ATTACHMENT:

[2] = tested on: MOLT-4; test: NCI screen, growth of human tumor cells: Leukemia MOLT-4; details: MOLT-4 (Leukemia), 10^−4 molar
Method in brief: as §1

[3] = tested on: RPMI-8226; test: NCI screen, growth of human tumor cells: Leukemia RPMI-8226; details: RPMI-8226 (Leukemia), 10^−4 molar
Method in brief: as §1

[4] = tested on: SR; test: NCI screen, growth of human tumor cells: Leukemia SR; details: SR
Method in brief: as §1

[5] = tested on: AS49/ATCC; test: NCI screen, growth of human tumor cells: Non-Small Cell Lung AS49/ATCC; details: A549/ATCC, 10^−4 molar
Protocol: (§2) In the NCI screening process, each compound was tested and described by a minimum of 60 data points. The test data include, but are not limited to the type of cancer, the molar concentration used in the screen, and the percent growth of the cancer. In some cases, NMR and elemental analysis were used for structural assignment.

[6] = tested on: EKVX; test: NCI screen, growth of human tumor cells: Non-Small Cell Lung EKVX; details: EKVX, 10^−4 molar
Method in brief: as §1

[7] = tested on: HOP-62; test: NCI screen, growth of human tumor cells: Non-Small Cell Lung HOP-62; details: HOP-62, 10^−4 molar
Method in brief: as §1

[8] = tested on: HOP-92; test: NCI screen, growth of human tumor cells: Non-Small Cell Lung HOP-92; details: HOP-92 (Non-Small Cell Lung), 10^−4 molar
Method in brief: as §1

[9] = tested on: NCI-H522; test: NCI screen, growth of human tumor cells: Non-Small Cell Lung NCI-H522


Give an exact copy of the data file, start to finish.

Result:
[2] = tested on: MOLT-4; test: NCI screen, growth of human tumor cells: Leukemia MOLT-4; details: MOLT-4 (Leukemia), 10^−4 molar
Method in brief: as §1

[3] = tested on: RPMI-8226; test: NCI screen, growth of human tumor cells: Leukemia RPMI-8226; details: RPMI-8226 (Leukemia), 10^−4 molar
Method in brief: as §1

[4] = tested on: SR; test: NCI screen, growth of human tumor cells: Leukemia SR; details: SR
Method in brief: as §1

[5] = tested on: AS49/ATCC; test: NCI screen, growth of human tumor cells: Non-Small Cell Lung AS49/ATCC; details: A549/ATCC, 10^−4 molar
Protocol: (§2) In the NCI screening process, each compound was tested and described by a minimum of 60 data points. The test data include, but are not limited to the type of cancer, the molar concentration used in the screen, and the percent growth of the cancer. In some cases, NMR and elemental analysis were used for structural assignment.

[6] = tested on: EKVX; test: NCI screen, growth of human tumor cells: Non-Small Cell Lung EKVX; details: EKVX, 10^−4 molar
Method in brief: as §1

[7] = tested on: HOP-62; test: NCI screen, growth of human tumor cells: Non-Small Cell Lung HOP-62; details: HOP-62, 10^−4 molar
Method in brief: as §1

[8] = tested on: HOP-92; test: NCI screen, growth of human tumor cells: Non-Small Cell Lung HOP-92; details: HOP-92 (Non-Small Cell Lung), 10^−4 molar
Method in brief: as §1

[9] = tested on: NCI-H522; test: NCI screen, growth of human tumor cells: Non-Small Cell Lung NCI-H522